It cannot be right that British citizens should be handed over so casually
Blair should intervene and put this unjust and one-sided treaty [2003 Extradition Treaty] on hold
The only way to ease the strains in the relations between England and Scotland, and strengthen the Union, is to end the injustice by which Scottish MPs can vote on English laws, whereas English MPs cannot vote on many provisions affecting Scotland. And it would certainly ease transatlantic tensions if people thought we were no longer being pushed around in our extradition arrangements
America defends its citizens, so why don’t we defend ours?
Look here, Blair, which country do you think you are running anyway?
When the people of Britain choose a government, they assume that their government will regard their security as its number one priority. They assume that if a foreign power should try to treat British citizens unfairly, then the government will intervene. They assume that the government will think it a sacred trust to protect British citizens.
They assume that a government can be relied upon to negotiate treaties that preserve the liberties of British people, and prevent them from being arbitrarily hoicked off to face trial in foreign jurisdictions.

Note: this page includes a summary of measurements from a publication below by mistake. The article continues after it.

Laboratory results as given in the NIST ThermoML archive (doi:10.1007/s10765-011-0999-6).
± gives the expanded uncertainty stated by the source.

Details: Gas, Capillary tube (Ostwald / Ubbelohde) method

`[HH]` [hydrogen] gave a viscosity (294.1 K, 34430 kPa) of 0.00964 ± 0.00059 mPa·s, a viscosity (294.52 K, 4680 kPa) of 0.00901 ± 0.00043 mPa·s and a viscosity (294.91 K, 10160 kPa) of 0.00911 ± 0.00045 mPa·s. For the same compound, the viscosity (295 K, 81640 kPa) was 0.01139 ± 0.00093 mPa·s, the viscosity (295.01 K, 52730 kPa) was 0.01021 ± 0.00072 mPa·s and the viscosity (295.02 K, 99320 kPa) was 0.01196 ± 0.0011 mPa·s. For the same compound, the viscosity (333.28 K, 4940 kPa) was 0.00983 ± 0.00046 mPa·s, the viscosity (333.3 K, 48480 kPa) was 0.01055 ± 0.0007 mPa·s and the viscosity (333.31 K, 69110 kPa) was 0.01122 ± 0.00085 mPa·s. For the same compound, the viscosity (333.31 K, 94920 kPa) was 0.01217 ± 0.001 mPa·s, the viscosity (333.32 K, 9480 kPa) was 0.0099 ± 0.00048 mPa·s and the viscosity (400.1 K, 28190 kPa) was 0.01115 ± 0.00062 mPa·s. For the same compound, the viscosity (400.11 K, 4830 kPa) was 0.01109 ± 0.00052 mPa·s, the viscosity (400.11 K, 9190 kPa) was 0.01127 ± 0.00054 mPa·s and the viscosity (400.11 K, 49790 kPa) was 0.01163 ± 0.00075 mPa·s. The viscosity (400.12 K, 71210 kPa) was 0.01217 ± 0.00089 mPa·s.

That is why the Labour Government is failing in its primary function – to look after the people – in allowing Britons to be sent for trial in America, without requiring the Americans to produce any prima facie evidence, when we have no corresponding rights over suspects that we want to extradite from America.
The Government knows it is failing in this duty. As yesterday’s open letter in this newspaper showed, many distinguished folk in the City are scandalised and appalled at what is going on. The Government has completely failed to win the argument, mainly because they no longer make any effort to win the argument. If Tony Blair’s performance in the Commons was anything to go by, the Government’s tactic is just to stick their fingers in their ears and go la la la. Failing that, they try to bamboozle us with falsehoods.
At some time in the next few days, my constituent David Bermingham and his fellow alleged NatWest fraudsters will receive a call from the extradition squad, who are in possession of their passports. The men will be told to go to Gatwick and catch a certain flight, in the knowledge that if they should fail to show at the airport, they will be arrested and put on the flight anyway. On the flight, they will be attended by two US marshals. They will arrive in Newark, where they will be fitted out in Guantanamo-style boiler suits, handcuffs and leg-irons.
They will then be conveyed by bus for two days to Houston, Texas, where they will be welcomed to a federal penitentiary that is likely to be their home for two years. Surrounded by all the drug-crazed convenience-store robbers and psychokillers who have escaped Dubya’s death row, they will try to secure bail and to prepare their cases. This will be difficult, since if there was a fraud against NatWest, it took place in this country and against the interests of a UK bank.
Insofar as there is a case to defend, the evidence is all on this side of the Atlantic. You would therefore expect the case to be heard in this country, and yet no UK authority has shown the slightest interest in prosecuting any of the three. Not the police, not the CPS, not the Serious Fraud Office.